Senior Villages ease aging in place.
Kemal Kurspahic dies at 74.
Kemal Kurspahic dies at 74.
Class of 2021 honorees to be inducted Sept. 18.
ACPS Hall of Fame
City remembers 20th anniversary of 9/11 attacks.
Former City Councilman dies at 90
For decades, Connie Ring was a stalwart of public service.
Display chronicles historic library protest
It was a peaceful protest, virtually ignored by newspapers across the country.
Beth Ann Dively knew something was wrong.
Recent T.C. graduate dies at 18
Tommy Lacey was a towering figure.
Chance for gold in 4x100m final Aug. 6
Alexandria’s Noah Lyles, one of the most talked about athletes leading up to the Tokyo Olympic Games, left the world’s biggest athletic stage with a bronze medal in the men’s 200-meter final Aug. 4 at the Olympic Stadium in Tokyo.
After more than a year of virtual meetings, the Rotary Club of Alexandria gathered in person to formally install Pam De Candio as the 93rd club president at the organization’s July 27 meeting at Belle Haven Country Club.
Lindsey Swanson and Katey Halasz honored as Living Legends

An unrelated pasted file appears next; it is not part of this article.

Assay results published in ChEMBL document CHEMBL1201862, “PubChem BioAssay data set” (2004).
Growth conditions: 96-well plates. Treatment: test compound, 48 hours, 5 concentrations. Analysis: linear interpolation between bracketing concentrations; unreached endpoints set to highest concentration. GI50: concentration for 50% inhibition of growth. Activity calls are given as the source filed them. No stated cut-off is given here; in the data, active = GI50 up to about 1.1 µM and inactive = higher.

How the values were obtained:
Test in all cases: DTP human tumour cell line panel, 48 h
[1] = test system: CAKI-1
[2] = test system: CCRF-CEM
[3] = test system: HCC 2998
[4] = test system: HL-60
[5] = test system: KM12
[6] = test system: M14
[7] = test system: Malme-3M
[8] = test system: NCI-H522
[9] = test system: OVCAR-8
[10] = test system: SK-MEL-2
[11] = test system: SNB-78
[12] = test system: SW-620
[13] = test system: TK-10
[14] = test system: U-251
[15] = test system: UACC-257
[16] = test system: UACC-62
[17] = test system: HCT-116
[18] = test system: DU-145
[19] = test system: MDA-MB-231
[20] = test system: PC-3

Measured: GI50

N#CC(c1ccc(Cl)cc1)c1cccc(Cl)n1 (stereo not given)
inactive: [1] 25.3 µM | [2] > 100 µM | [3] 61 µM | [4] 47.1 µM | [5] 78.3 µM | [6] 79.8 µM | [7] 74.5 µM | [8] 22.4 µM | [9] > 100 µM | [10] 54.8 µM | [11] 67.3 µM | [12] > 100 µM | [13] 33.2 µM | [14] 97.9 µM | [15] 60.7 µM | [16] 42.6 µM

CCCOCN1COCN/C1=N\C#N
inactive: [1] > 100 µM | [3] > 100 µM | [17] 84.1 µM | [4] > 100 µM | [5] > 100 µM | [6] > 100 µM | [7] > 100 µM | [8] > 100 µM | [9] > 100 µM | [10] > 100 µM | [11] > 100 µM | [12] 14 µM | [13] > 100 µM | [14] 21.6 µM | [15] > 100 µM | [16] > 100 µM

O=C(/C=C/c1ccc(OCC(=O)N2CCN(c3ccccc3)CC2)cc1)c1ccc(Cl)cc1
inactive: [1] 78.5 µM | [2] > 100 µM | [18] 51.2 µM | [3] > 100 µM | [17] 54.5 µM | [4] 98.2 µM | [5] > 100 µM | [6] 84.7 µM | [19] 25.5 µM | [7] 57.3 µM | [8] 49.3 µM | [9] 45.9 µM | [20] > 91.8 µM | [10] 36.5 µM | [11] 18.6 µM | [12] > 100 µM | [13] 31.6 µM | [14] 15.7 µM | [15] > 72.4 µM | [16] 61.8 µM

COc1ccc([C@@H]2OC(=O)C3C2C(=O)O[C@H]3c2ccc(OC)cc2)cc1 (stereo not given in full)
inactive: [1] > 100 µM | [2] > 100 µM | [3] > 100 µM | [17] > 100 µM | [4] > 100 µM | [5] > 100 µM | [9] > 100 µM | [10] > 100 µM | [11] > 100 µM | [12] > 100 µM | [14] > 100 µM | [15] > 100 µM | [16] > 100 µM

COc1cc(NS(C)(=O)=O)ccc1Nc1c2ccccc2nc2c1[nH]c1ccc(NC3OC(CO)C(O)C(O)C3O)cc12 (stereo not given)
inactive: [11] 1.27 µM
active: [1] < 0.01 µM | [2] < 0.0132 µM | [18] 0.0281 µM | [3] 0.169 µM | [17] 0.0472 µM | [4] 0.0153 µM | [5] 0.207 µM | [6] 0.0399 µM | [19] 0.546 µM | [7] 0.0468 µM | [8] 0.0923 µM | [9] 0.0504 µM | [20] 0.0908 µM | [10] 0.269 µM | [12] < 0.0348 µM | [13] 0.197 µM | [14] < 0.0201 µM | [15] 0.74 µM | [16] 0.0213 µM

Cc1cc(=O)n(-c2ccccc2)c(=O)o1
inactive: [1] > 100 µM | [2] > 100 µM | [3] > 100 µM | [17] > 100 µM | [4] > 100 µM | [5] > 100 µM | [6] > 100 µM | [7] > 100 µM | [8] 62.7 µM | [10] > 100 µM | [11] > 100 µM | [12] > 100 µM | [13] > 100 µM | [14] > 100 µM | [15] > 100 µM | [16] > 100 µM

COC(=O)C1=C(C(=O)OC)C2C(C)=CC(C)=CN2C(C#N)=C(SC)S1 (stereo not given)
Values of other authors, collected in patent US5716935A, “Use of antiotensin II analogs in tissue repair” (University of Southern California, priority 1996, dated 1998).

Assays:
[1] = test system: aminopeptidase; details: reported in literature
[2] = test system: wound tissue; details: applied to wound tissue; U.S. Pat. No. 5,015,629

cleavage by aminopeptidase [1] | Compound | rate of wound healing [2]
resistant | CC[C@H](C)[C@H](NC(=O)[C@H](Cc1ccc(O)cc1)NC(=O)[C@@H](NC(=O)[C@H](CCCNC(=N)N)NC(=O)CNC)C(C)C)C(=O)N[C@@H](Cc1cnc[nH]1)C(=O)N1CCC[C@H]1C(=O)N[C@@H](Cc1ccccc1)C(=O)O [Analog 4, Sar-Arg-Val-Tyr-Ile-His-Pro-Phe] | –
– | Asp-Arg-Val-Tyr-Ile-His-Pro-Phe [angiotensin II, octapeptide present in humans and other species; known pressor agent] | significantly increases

When 18-year-old Kelley Swanson died just a few weeks after her graduation from T.C. Williams High School in 2005, her family wanted her spirit of giving and desire to help others to continue.
Brook leads 10-0 shutout of Thunderbolts
The Alexandria Aces have advanced to the finals of the Cal Ripken Collegiate Baseball League with a two-game sweep of the Silver Spring Thunderbolts in the semi final playoffs.
Contrabands and Freedmen Cemetery is the first Virginia site added to African American Civil Rights Network
They were fleeing the bondage of slavery.
Aces’ Hammond is lone female Ripken League coach
Jennifer Hammond may be the new kid on the block when it comes to the coaching staff of the Alexandria Aces, but she is no stranger to a baseball field.
Chamber honors young business leaders
Alexandria’s business community gathered July 15 at The Alexandrian Hotel to celebrate the Chamber ALX’s 40 Under 40 class of 2021 honorees.
NHL great opened Old Town sports bar in 1983
To anyone who knew him, Bryan Watson was larger than life.
For decades, Lorraine Lloyd has been a fixture in the City of Alexandria.
Historic property seeks to raise funds to rebuild.
“We are a small nonprofit. Insurance is not going to cover this, so we are counting on the goodwill of the community to help us.”
Officers, officials bid adieu to Chief Brown
Alexandria Police Chief Michael Brown was fêted as he made his final appearance at police headquarters June 25 to begin his retirement after 46 years in law enforcement.
Safety protocols in place as trolley service resumes
After a more than a year-long pause in operations due to the COVID-19 pandemic, Alexandria’s King Street Trolley resumed service July 5.
Noah Lyles headed to Tokyo Olympics
Only a few short years ago, Noah Lyles could be seen warming up to the strains of James Brown’s “I Feel Good” as he trained on the track of Parker-Gray Memorial Field at what was then T.C. Williams High School.
‘Flags for Heroes’ on display at Cedar Knoll